Princess Mako, the granddaughter of Japan's emperor, is getting married to an ocean lover who can ski, play the violin, and cook. The news comes via public broadcaster NHK TV and has been confirmed by the Imperial Household Agency, reports the Japan Times. Kei Komuro, the man who won the princess's heart, was a fellow student at International Christian University in Tokyo, where Mako, 25, also graduated. They reportedly met at a restaurant in Tokyo's Shibuya about five years ago at a party to talk about studying abroad. Komuro is currently a graduate student. Women can't succeed to the Chrysanthemum Throne in Japan, the AP reports, and once she marries, Mako will no longer be a princess and will become a commoner.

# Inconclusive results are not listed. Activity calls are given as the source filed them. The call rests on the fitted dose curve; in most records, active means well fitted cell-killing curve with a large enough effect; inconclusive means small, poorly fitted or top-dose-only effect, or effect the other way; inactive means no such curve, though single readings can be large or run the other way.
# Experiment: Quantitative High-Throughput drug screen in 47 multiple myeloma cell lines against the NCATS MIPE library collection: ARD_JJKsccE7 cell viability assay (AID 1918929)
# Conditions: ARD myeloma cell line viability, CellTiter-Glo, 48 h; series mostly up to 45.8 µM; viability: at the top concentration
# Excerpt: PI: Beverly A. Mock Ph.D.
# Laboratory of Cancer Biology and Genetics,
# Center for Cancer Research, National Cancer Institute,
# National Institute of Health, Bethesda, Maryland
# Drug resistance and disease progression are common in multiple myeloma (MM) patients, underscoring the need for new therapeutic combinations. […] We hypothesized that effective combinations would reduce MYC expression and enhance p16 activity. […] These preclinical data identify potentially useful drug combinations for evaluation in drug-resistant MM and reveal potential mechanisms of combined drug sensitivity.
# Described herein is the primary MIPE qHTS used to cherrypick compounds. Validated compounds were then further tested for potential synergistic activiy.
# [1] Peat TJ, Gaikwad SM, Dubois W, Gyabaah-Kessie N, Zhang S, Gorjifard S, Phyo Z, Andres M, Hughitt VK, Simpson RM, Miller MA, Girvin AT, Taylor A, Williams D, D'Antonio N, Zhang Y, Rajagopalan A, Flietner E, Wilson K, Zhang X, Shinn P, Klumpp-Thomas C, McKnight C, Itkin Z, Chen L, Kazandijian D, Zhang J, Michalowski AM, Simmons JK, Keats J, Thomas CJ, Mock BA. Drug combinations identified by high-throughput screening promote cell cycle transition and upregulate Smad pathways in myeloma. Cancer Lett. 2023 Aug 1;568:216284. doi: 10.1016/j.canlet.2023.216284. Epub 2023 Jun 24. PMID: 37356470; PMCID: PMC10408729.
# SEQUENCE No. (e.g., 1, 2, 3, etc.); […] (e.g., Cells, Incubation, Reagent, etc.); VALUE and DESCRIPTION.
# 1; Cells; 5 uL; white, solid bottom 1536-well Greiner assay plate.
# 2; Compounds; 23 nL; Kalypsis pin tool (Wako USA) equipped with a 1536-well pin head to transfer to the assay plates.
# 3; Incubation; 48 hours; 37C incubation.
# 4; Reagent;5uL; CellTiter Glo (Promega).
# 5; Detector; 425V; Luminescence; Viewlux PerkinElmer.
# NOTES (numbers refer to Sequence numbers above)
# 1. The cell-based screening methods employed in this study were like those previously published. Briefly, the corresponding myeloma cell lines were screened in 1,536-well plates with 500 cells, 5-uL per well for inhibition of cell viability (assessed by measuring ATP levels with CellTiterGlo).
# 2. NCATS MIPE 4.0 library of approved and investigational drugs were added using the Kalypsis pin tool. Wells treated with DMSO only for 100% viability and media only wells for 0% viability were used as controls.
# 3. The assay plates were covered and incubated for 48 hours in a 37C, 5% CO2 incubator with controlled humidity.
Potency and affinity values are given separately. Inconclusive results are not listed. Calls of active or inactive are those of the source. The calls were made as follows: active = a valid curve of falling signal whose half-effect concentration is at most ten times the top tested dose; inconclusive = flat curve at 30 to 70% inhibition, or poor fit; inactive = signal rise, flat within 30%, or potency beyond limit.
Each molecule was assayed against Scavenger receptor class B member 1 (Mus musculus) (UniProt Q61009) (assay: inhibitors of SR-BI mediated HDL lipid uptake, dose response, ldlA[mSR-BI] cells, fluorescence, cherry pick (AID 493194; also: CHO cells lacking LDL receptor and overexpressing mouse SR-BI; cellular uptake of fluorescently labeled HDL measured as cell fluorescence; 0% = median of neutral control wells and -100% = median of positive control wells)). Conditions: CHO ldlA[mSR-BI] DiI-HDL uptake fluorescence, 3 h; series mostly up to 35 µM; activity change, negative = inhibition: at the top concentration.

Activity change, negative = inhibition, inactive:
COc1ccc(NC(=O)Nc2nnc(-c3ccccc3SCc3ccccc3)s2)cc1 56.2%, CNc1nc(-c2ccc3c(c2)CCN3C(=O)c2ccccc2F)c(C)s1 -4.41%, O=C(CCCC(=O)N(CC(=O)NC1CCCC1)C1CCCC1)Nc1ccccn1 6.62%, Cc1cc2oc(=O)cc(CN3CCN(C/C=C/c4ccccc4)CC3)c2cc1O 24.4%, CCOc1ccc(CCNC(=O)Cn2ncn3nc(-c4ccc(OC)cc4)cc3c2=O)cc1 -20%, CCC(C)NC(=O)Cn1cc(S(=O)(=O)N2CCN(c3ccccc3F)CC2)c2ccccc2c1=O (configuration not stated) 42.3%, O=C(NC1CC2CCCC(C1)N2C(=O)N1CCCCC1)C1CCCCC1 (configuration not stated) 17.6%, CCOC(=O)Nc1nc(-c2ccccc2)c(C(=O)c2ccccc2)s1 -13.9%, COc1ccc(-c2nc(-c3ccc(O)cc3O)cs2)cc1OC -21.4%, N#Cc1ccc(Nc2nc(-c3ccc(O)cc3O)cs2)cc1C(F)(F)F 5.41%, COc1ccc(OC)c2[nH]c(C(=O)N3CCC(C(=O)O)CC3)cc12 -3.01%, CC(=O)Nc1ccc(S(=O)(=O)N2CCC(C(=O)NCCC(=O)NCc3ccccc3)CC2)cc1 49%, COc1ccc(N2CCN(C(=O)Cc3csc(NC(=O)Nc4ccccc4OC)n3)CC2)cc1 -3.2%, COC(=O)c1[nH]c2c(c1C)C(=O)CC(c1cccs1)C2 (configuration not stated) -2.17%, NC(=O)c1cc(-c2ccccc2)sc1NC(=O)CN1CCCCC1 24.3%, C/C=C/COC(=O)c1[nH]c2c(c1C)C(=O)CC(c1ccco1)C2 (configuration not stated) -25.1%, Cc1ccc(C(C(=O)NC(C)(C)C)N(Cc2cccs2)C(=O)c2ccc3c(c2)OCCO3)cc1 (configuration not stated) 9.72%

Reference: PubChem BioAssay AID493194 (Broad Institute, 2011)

Mako's father and her younger brother are in line to succeed Emperor Akihito, but after her uncle Crown Prince Naruhito, who is first in line. The Times notes Mako is the first of Akihito's four grandchildren to become engaged. The process building up to the wedding, said to likely take place next year, is expected to be full of ritual, as Japanese nuptials, especially royal ones, tend to be. First there will be an announcement, the equivalent of an engagement, and then a date for the wedding will be picked and the couple will make a formal report to the emperor and empress. NHK says Mako has already introduced Komuro to her parents, and they approve.